President Bush’s remarks in the Rose Garden on May 26 constituted yet another exercise by the US leader in hinting at a genuine leadership role… then backing off. As he has done repeatedly in recent months and years, the president bravely stuck his toe in the cold waters of the Israeli-Palestinian conflict and decided it’s not the time to dive in and get wet.
The "escalation" in commitment reflected in the president’s remarks was so carefully calibrated, so deftly spun, that we are left asking and examining, cautiously, what was new in the president’s performance. He added Jerusalem to the list of regions where Israel was admonished not to contravene roadmap obligations. And he mentioned not only Palestinian territorial contiguity in the West Bank, but the need for "meaningful linkages between the West Bank and Gaza". He left us to ponder the precise meaning of "meaningful linkages", with some Israeli observers speculating (for the millionth time in the course of the past 12 years) about a "sunken road" or a "road on stilts" to bridge the 43 km. separating the two parts of Palestine.
He’s sending Secretary of State Rice back to the region before the beginning of disengagement. But apparently not to mediate or facilitate. Just to visit.
He’s giving Abbas a direct gift of $50 million to improve Palestinian lives in Gaza. This softens the blow of some $200 million in "aid to the Palestinians" that Congress insists be doled out to Palestinian NGOs and to Israel, rather than to Abbas’ democratically-elected reformist government.
Bush also referred to the need for Israelis and Palestinians to coordinate all "changes to the 1949 armistice lines" rather than to the pre-1967 lines, which is the usual term employed. This, interestingly, was not new; Bush used the same phrase in his April 14, 2004 letter to PM Sharon. While changes in the armistice lines carried out by Israel and Jordan between 1949 and 1967 were relatively minor, this was not the case with Israel and Syria, and Bush’s repeated reference to the 1949 lines, as opposed to those of 1967, appears to reflect an attempt to maintain consistency on more than one front.
Everything else in Bush’s remarks about the need for both sides to fulfill their roadmap obligations and for Israel’s security fence to be a "security, rather than political, barrier" is well known. He could have broken new ground when asked by a reporter about US readiness to recognize Hamas if it disarms, but carefully avoided doing so.
This is not a sufficient expression of involvement and commitment from the man who first made a two-state solution official American policy; who has dedicated his administration to rewarding democratization in the Arab Middle East; and who rhetorically champions Israel as a Jewish and democratic state.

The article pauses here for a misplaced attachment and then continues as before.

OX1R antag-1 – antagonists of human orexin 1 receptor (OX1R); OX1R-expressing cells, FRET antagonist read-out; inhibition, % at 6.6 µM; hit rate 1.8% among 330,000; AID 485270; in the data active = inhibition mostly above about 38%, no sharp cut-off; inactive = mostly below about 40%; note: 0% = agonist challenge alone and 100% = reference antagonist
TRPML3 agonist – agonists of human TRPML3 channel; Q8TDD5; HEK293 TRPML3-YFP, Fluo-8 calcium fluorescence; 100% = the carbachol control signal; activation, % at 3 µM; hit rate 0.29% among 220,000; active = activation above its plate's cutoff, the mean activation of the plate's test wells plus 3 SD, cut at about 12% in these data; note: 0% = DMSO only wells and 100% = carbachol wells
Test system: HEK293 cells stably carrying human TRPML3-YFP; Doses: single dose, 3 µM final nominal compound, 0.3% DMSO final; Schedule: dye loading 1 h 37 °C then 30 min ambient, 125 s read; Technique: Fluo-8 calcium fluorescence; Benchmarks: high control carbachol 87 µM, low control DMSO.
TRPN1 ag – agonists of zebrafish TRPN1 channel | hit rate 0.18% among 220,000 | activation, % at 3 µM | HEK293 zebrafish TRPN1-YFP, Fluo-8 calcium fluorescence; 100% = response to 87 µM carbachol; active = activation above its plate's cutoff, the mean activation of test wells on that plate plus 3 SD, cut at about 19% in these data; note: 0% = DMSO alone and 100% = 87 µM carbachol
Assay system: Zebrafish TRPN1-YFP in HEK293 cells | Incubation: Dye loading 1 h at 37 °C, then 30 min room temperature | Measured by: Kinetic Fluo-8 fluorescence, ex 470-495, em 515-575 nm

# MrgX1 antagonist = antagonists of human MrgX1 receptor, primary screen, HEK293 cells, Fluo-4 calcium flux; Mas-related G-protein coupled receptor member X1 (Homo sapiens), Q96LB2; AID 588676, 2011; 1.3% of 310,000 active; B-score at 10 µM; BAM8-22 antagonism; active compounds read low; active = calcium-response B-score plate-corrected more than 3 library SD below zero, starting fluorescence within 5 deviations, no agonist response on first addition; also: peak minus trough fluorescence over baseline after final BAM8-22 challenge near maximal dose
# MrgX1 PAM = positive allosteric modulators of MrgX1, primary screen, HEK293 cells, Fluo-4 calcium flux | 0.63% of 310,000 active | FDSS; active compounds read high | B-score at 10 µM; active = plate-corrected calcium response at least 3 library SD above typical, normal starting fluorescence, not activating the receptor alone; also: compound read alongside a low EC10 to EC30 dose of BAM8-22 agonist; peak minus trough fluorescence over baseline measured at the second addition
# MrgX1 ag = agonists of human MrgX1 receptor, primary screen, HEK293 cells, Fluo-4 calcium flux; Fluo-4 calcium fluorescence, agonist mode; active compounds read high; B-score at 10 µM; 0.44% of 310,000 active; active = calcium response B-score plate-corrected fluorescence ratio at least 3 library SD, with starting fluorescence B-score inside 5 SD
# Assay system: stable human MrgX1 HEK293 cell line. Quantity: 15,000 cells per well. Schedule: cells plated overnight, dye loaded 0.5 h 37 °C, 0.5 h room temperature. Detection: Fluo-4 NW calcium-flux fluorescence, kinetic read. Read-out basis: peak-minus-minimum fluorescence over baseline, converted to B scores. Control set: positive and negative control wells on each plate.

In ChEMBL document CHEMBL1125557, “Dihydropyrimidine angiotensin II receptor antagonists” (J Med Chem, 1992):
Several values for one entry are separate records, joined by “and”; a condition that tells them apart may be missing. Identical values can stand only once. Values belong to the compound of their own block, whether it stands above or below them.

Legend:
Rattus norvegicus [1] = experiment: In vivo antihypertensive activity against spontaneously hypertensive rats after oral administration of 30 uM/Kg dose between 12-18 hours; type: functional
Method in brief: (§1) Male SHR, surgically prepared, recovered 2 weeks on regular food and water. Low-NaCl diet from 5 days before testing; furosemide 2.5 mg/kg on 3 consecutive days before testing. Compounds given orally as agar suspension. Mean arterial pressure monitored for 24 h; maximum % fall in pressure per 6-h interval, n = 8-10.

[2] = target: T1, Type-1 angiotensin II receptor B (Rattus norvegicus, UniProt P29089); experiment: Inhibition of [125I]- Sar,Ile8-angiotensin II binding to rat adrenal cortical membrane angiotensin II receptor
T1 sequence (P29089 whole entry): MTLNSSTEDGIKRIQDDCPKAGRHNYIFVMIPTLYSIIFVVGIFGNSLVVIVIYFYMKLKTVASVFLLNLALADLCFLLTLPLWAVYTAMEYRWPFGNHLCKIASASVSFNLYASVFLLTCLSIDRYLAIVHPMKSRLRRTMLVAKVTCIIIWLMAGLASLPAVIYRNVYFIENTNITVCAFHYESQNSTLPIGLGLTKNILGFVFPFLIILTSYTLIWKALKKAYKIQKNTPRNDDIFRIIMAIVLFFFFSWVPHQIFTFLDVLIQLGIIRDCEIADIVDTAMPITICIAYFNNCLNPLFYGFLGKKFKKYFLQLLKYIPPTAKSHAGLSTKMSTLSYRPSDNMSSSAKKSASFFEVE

What we need to hear from the American president is that, if Abbas "delivers" on security, democracy and reform, and assuming disengagement leaves the Sharon government intact, Bush will demand a serious peace process or, failing that, another massive disengagement, this time from the West Bank mountain heartland. We need t hear that he will send Condoleezza Rice not for a weekend, but for whatever period of time is necessary to ensure compliance and progress. That he will not flinch when confronted with domestic political pressures to desist. That he knows that, in order to succeed, he must not be deterred by the prospect of the kind of failure that ushered out the Clinton presidency in late 2000-early 2001.
Everything about President Bush’s repeated statements regarding the Israeli-Palestinian issue appears to be calculated to hold out the possibility that this will happen, but without committing the president. Some would say his caution is understandable: the US is mired in an ugly and seemingly intractable conflict in Iraq; it has no solution thus far for Iran’s nuclear ambitions; Abbas could fail; Hamas could gain a portion of power and refuse to disarm or negotiate; disengagement could go horribly wrong; and Sharon will almost certainly be intractable about moving ahead quickly to exploit the momentum of disengagement. Others would argue that a more persuasive commitment by Bush to progress in the Israeli-Palestinian sphere would facilitate positive movement on all these fronts.
Either way, the question remains: is Bush serious? Knowing Abbas’ and Sharon’s weaknesses and views on final status, there is not the slightest prospect of progress on the Israeli-Palestinian front after disengagement unless Bush commits. Even then it will be an uphill battle.